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The Duke's Children

Anthony Trollope

Book Overview: 

In the last of the six Palliser novels, the sudden death of his wife, Lady Glencora, leaves Plantagenet Palliser, the Duke of Omnium, finding himself in charge of his three children. The eldest, Lord Silverbridge, has recently been expelled from Oxford; his younger brother, Gerald, is about to enter Cambridge; and the youngest, nineteen-year old Lady Mary, has imprudently formed an attachment to Francis Tregear, who, while certainly a gentleman, unfortunately has no income. Before her death, Glencora knew (and approved) of her daughter's attachment; the Duke, however, does not know of it, and is not at all likely to approve. Mrs. Finn (the former Marie Goesler), who was Glencora's closest friend, learns from Mary of her love for Tregear, and is faced with the question of either keeping silent, thus breaking faith with the Duke (who has entrusted Lady Mary to her care) or telling the Duke, and breaking faith with Mary herself.

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Book Excerpt: 
. . .t he thinks no good can be attained by a prolonged correspondence." Such, or of such kind, he thought must be his answer. But would this be a fair return for the solicitude shown by her to his uncle, for the love which had made her so patient a friend to his wife, for the nobility of her own conduct in many things? Then his mind reverted to certain jewels,—supposed to be of enormous value,—which were still in his possession though they were the property of this woman. They had been left to her by his uncle, and she had obstinately refused to take them. Now they were lying packed in the cellars of certain bankers,—but still they were in his custody. What should he now do in this matter? Hitherto, perhaps once in every six months, he had notified to her that he was keeping them as her curator, and she had always repeated that it was a charge from which she could not relieve him. It had become almost a joke between them. But how could he joke with a woman w. . . Read More

Community Reviews

Last of the Palliser novels, not the strongest by far, but a good read. The female characters in this book are fairly predictable, but Trollope almost makes up for it with his male characters.
On the first page of the novel Trollope kills off the strongest female character in the series, Lady Glencor

The last in the Palliser series. I started it on audio in December. I was less interested in the lifestyles of the rich and titled in this last installment. I only really like Planty Pall as a foil to Lady Glen and alas, that was not to be. I didn’t quite care for how this turned out. I hope there w

That was a letdown; I'd hoped to go out with the Pallisers on a higher note.

For the last in a series known as the Parliamentary novels, where were the politics? Instead, we got a Trollopean length disquisition on romantic entanglements and youthful hijinks. Trollope is always a pleasure and this is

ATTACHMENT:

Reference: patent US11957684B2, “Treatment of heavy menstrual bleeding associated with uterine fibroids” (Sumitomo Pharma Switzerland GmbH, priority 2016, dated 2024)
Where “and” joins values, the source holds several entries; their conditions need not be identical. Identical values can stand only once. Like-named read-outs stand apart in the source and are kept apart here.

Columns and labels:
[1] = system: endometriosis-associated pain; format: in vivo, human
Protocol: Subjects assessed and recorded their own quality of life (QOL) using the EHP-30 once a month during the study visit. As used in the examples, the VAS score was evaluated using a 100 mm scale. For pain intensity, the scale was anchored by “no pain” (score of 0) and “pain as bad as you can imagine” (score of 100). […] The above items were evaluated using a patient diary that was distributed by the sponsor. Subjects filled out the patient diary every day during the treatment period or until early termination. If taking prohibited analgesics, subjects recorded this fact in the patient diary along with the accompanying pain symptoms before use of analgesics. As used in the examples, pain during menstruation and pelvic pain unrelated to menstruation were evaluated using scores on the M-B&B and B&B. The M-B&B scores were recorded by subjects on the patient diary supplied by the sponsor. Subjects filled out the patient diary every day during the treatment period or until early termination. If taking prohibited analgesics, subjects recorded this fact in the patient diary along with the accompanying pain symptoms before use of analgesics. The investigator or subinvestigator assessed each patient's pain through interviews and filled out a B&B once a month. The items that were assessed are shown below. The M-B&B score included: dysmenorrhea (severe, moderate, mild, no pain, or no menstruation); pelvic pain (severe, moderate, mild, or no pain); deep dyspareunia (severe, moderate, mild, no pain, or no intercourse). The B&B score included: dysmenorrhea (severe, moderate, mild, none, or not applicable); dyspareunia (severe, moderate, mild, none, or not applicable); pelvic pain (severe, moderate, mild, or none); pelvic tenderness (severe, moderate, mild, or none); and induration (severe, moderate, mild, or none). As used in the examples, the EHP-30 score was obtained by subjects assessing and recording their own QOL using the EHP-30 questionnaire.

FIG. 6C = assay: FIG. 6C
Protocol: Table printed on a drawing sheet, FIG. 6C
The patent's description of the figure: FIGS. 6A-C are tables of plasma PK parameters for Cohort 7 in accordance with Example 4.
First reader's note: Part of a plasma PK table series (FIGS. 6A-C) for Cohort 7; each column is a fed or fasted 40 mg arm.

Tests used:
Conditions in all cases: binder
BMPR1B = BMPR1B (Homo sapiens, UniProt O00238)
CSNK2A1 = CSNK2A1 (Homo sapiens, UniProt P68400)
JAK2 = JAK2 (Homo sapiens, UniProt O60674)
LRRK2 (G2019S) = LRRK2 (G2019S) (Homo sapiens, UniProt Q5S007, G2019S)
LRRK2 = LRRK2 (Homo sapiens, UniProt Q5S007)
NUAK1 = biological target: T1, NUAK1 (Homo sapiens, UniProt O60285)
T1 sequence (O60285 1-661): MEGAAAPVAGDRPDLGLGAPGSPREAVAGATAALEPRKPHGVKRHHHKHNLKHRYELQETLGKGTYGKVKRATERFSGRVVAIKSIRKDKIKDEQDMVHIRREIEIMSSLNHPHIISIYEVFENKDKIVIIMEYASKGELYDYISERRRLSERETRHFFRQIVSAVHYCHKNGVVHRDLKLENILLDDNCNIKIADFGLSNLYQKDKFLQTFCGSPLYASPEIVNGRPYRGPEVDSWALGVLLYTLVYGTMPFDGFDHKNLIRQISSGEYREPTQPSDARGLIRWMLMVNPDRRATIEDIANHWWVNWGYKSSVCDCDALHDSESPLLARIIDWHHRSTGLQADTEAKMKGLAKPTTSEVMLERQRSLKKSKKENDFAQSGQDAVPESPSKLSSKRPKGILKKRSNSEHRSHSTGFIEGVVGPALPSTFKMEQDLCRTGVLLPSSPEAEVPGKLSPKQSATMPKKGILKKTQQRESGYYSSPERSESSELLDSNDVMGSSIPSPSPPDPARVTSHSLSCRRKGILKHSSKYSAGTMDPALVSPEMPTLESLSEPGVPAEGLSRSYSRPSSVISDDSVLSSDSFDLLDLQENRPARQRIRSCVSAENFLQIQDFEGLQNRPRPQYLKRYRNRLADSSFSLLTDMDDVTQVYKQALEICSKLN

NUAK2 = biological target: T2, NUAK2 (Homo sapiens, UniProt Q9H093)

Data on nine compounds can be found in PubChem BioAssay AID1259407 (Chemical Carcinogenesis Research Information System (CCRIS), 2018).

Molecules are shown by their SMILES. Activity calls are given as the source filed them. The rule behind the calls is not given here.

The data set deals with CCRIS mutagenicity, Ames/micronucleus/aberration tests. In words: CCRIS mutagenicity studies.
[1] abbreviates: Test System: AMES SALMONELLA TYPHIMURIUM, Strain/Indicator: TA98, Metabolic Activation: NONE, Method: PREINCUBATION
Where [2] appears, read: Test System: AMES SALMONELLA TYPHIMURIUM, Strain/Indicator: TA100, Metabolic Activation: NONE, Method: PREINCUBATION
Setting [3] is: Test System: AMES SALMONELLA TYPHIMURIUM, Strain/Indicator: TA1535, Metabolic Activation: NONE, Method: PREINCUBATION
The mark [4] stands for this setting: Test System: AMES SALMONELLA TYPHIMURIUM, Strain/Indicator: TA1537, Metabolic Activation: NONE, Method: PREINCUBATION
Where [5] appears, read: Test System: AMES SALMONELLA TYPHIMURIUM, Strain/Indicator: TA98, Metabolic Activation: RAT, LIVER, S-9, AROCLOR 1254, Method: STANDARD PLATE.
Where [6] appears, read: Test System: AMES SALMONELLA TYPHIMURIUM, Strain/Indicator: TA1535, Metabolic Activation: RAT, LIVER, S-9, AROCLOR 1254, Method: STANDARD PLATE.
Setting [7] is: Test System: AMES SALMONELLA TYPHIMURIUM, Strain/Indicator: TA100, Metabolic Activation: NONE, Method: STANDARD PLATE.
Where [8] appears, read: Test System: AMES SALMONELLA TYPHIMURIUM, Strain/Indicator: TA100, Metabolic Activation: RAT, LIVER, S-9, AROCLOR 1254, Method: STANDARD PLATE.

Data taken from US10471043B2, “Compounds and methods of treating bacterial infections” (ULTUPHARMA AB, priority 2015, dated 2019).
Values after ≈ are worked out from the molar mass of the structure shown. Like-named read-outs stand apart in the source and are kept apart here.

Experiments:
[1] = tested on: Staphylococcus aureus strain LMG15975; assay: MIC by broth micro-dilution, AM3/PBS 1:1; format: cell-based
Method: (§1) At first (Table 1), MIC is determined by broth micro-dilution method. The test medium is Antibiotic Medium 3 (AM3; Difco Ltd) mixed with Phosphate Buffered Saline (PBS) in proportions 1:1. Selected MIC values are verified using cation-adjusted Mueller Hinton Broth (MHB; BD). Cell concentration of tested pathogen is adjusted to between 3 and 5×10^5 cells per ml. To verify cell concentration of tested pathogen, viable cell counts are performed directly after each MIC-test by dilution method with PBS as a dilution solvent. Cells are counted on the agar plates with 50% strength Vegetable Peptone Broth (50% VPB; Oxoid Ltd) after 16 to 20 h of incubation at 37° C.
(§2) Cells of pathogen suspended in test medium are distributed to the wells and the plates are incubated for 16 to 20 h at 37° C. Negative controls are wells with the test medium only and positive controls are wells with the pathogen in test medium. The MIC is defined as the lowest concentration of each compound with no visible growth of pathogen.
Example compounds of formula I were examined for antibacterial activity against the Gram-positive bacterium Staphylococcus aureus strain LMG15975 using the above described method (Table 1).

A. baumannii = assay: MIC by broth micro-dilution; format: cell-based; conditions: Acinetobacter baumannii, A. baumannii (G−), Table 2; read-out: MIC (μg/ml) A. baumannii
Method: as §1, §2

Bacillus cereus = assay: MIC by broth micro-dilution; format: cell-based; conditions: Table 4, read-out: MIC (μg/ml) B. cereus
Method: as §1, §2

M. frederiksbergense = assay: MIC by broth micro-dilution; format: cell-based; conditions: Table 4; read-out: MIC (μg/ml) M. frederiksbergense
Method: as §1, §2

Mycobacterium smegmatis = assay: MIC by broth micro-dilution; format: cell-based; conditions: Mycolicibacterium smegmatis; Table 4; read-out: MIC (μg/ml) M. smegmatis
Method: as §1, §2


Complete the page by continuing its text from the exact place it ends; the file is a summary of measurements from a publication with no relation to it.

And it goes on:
Another fantastic Trollope read. I adored it. I cried and smiled and had a thoroughly enjoyable reading experience. A fantastic end to a great series.

I enjoyed greatly reading this book. In turn, I wish to highly recommend the novel to all my friends. It is the kind that remains with you forever. Here, we are told of the lives and loves of the Duke of Omnium's children. After his wife's death, he is obliged to undertake the difficult task of rais

After the sublime The Prime Minister, the final book in Palliser series is a bit of a let down (but only a little bit) - almost like the last episode of your favourite TV series that doesn’t focus on all characters you’ve grown to love over the series but introduces new characters instead. The Duke

This book was another favorite (and the last) of the series for me. I loved how closely we grew to know and love the Palliser family. I loved how politics took a backseat to some unpredictable romances. And I loved how Trollope has become a new favorite Victorian author for me. I look forward to rea

This is a review of the Everyman Library Edition of Anthony Trollope’s The Duke’s Children. The edition matters as the Everyman Edition includes The 65,000 words his editor had required the author to cut in from the first published edition. To the degree I can compare the two, I cannot say that this

For the last 15 months, I have enjoyed entering Trollope's England, Barchester and the Duke of Omnium's world. About every month, I would come back to familiar settings and characters and especially wondering how it will all end. Having just finished his last in the series, I wanted to comment about

Initially put off reading this novel after the first few pages because of the demise of a pivotal, well loved female character whose presence throughout the series had been an absolute delight. I couldn't believe when I first saw it mentioned in some reviews of the novel.

I ended up reading the novel

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